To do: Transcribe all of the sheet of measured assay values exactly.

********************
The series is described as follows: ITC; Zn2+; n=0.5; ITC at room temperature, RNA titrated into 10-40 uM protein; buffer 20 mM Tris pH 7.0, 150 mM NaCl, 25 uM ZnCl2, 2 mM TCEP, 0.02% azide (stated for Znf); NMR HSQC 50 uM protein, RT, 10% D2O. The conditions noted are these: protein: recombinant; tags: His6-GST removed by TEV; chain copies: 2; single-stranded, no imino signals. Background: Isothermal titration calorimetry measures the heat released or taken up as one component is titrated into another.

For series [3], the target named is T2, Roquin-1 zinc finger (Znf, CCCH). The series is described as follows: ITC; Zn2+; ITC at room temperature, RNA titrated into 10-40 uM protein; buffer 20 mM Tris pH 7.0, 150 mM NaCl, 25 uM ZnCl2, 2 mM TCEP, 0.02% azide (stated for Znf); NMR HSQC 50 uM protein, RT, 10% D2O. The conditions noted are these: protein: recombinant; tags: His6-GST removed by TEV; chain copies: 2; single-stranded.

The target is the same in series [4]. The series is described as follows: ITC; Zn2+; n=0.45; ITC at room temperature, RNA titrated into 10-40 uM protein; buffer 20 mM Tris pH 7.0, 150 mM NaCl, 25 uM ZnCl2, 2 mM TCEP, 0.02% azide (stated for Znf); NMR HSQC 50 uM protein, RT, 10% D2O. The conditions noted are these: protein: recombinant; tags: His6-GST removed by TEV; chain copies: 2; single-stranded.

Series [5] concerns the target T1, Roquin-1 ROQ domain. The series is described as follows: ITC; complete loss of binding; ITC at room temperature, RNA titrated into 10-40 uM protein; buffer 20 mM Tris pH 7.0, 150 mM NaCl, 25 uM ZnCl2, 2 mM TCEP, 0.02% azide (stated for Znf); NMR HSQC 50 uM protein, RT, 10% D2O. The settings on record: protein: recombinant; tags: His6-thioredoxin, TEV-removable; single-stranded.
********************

The series is described as follows: ITC; Zn2+; n=0.5; ITC at room temperature, RNA titrated into 10-40 uM protein; buffer 20 mM Tris pH 7.0, 150 mM NaCl, 25 uM ZnCl2, 2 mM TCEP, 0.02% azide (stated for Znf); NMR HSQC 50 uM protein, RT, 10% D2O. The conditions noted are these: protein: recombinant; tags: His6-GST removed by TEV; chain copies: 2; single-stranded, no imino signals. Background: Isothermal titration calorimetry measures the heat released or taken up as one component is titrated into another.

For series [3], the target named is T2, Roquin-1 zinc finger (Znf, CCCH). The series is described as follows: ITC; Zn2+; ITC at room temperature, RNA titrated into 10-40 uM protein; buffer 20 mM Tris pH 7.0, 150 mM NaCl, 25 uM ZnCl2, 2 mM TCEP, 0.02% azide (stated for Znf); NMR HSQC 50 uM protein, RT, 10% D2O. The conditions noted are these: protein: recombinant; tags: His6-GST removed by TEV; chain copies: 2; single-stranded.

The target is the same in series [4]. The series is described as follows: ITC; Zn2+; n=0.45; ITC at room temperature, RNA titrated into 10-40 uM protein; buffer 20 mM Tris pH 7.0, 150 mM NaCl, 25 uM ZnCl2, 2 mM TCEP, 0.02% azide (stated for Znf); NMR HSQC 50 uM protein, RT, 10% D2O. The conditions noted are these: protein: recombinant; tags: His6-GST removed by TEV; chain copies: 2; single-stranded.

Series [5] concerns the target T1, Roquin-1 ROQ domain. The series is described as follows: ITC; complete loss of binding; ITC at room temperature, RNA titrated into 10-40 uM protein; buffer 20 mM Tris pH 7.0, 150 mM NaCl, 25 uM ZnCl2, 2 mM TCEP, 0.02% azide (stated for Znf); NMR HSQC 50 uM protein, RT, 10% D2O. The settings on record: protein: recombinant; tags: His6-thioredoxin, TEV-removable; single-stranded.